When is virtual no longer virtual?

From Novelty to Usable

Over the past two decades, virtual instruments have evolved. Originally, these instruments were designed as pseudo software versions of pianos, synthesizers, drums, horns, and other traditional instruments. At first, these virtual instruments (VIs) were stand-alone applications with high-latency and high-CPU usage, making them difficult to play and integrate into existing workflows. We could see the future, and it looked promising.  These VIs evolved into plugins that could integrate directly into our Digital Audio Workstations (DAWs). And as our lowly computers became more powerful, it became possible to use multiple instances of these VI’s . . . in real-time. The future was here, and it was good.

Innovation and Invention

The early VI plugins became a playground for talented and creative developers to re-define the boundaries of synthesis, sampling, and sound design. Many of these are considered classic to this day. But user interfaces were often clunky and usability suffered, And since it was easy to add features to software, these instruments could become complex, and at worse, rather uninspiring to use. But we accepted the negatives for the benefit of these powerful tools. The future looked bright, indeed . . . but there were other worlds to explore . . . and instead of looking towards the future, we looked backward . . . sort of.

The Vintage Factor

As musicians, nostalgia is important to us. Old means vintage, and vintage means better. Right? Or are we just teary-eyed romantics who are way too enamored with the past? Let’s not answer that last one, but instead wholeheartedly agree in unison that the classic instruments, including analog synthesizers, were absolutely wonderful sounding! That said, these old beauties are large, heavy, expensive, and rather cantankerous beasts. But, what if we could have our Moogs, SEMs, Odysseys, etc. as modern plugins? Enter software modeling and VI recreations of these beloved  gems from days gone by.

Practice Makes Perfect

Imagine all of that sacred vintage technology, with none of the shortfalls of vintage hardware. Perfect, right? Hmmm, wait a minute. Some of the character of these old instruments came from their flaws. A Mellotron with pristine tapes and pitch kind of misses the point of what makes a Mellotron special. A virtual B3 without AC hum or worn tone-wheels? How about an Oberheim Eight Voice with all its voices perfectly tuned? You get the point – we don’t want perfect, we want that beautifully flawed vintage character. But do we want a Mellotron that stops working halfway through the gig? Or a Hammond organ or a modular synth that takes four people to lift? Nope, we can do without that, thank you.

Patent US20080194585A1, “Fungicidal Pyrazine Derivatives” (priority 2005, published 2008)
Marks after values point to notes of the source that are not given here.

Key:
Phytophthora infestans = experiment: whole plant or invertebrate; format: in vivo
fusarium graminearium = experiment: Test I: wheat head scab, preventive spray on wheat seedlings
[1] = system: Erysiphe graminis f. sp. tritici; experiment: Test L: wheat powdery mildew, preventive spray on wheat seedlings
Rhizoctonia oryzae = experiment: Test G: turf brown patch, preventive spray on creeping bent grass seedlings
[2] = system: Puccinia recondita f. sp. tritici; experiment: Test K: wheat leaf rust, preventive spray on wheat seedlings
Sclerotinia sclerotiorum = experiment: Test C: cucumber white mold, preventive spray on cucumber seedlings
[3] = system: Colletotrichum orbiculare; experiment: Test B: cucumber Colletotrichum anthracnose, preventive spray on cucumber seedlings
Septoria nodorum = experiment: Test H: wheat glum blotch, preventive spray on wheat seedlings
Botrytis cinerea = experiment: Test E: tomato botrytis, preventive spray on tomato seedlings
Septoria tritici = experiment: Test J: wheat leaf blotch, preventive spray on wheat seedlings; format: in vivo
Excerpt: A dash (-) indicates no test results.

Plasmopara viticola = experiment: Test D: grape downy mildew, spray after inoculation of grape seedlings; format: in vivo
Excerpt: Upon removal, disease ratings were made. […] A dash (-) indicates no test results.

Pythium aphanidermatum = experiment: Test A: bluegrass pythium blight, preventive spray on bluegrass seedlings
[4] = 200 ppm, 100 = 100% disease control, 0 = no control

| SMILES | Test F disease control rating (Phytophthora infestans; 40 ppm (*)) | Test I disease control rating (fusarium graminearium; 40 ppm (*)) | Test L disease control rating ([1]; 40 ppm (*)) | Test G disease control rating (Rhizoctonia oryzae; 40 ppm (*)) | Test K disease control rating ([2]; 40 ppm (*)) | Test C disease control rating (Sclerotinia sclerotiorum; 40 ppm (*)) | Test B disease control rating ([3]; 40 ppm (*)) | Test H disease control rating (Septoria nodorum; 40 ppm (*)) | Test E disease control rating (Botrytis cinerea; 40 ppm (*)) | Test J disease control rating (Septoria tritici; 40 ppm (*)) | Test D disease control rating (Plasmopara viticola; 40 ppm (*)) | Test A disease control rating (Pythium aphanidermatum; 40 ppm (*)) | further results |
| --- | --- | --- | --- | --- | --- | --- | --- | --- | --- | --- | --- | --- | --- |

Moving Beyond The Virtual

Indeed, the virtual instruments of today, such as Cherry Audio’s CA2600, Polymode, and Eight Voice,  capture all of the vintage vibe we lust after. But they also offer flexibility and usability the originals can’t match. The ability to control notes and parameters via midi, route audio in new ways, and remove some of the limitations inherent to the components of its day, makes these VIs more than just copies of vintage hardware. Instead, they’ve become new and modern instruments inspired by the classics. And whereas you’d need a small fortune to combine a bunch of vintage synthesizers to make a great new lead sound, you can do it affordably with just a few VIs or a software modular environment such as Voltage Modular. And best of all, they’ll fit into your laptop! In the end, these new instruments inspire us to create – and that’s what it’s all about.